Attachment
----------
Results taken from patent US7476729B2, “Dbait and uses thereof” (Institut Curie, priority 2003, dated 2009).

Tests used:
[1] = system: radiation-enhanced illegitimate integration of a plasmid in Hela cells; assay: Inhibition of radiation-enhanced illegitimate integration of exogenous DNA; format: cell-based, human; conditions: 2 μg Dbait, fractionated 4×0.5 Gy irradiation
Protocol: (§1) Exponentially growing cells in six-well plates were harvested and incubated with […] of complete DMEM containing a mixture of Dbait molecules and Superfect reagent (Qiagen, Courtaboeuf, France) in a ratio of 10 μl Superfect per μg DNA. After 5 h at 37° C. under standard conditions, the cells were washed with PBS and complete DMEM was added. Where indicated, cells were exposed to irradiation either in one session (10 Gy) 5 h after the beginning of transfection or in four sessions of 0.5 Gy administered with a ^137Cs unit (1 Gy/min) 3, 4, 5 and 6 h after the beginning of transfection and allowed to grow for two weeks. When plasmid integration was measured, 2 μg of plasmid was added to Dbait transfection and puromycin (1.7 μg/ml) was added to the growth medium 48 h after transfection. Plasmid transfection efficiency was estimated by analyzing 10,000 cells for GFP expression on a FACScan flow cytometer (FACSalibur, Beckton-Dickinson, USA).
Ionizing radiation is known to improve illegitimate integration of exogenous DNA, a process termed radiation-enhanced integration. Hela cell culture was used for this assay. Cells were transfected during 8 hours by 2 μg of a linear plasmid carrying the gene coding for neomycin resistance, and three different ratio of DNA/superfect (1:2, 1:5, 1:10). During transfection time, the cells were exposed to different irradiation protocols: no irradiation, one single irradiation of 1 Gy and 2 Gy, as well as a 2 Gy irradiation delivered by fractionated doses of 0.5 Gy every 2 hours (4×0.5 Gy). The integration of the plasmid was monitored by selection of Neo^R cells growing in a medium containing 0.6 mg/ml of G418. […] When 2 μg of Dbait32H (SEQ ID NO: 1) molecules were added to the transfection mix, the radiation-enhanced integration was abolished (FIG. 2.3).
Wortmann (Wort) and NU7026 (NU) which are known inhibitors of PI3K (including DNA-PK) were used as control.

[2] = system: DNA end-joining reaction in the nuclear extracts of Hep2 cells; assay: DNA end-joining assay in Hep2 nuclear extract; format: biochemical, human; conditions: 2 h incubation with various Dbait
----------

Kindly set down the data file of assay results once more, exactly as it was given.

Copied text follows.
Results taken from patent US7476729B2, “Dbait and uses thereof” (Institut Curie, priority 2003, dated 2009).

Tests used:
[1] = system: radiation-enhanced illegitimate integration of a plasmid in Hela cells; assay: Inhibition of radiation-enhanced illegitimate integration of exogenous DNA; format: cell-based, human; conditions: 2 μg Dbait, fractionated 4×0.5 Gy irradiation
Protocol: (§1) Exponentially growing cells in six-well plates were harvested and incubated with […] of complete DMEM containing a mixture of Dbait molecules and Superfect reagent (Qiagen, Courtaboeuf, France) in a ratio of 10 μl Superfect per μg DNA. After 5 h at 37° C. under standard conditions, the cells were washed with PBS and complete DMEM was added. Where indicated, cells were exposed to irradiation either in one session (10 Gy) 5 h after the beginning of transfection or in four sessions of 0.5 Gy administered with a ^137Cs unit (1 Gy/min) 3, 4, 5 and 6 h after the beginning of transfection and allowed to grow for two weeks. When plasmid integration was measured, 2 μg of plasmid was added to Dbait transfection and puromycin (1.7 μg/ml) was added to the growth medium 48 h after transfection. Plasmid transfection efficiency was estimated by analyzing 10,000 cells for GFP expression on a FACScan flow cytometer (FACSalibur, Beckton-Dickinson, USA).
Ionizing radiation is known to improve illegitimate integration of exogenous DNA, a process termed radiation-enhanced integration. Hela cell culture was used for this assay. Cells were transfected during 8 hours by 2 μg of a linear plasmid carrying the gene coding for neomycin resistance, and three different ratio of DNA/superfect (1:2, 1:5, 1:10). During transfection time, the cells were exposed to different irradiation protocols: no irradiation, one single irradiation of 1 Gy and 2 Gy, as well as a 2 Gy irradiation delivered by fractionated doses of 0.5 Gy every 2 hours (4×0.5 Gy). The integration of the plasmid was monitored by selection of Neo^R cells growing in a medium containing 0.6 mg/ml of G418. […] When 2 μg of Dbait32H (SEQ ID NO: 1) molecules were added to the transfection mix, the radiation-enhanced integration was abolished (FIG. 2.3).
Wortmann (Wort) and NU7026 (NU) which are known inhibitors of PI3K (including DNA-PK) were used as control.

[2] = system: DNA end-joining reaction in the nuclear extracts of Hep2 cells; assay: DNA end-joining assay in Hep2 nuclear extract; format: biochemical, human; conditions: 2 h incubation with various Dbait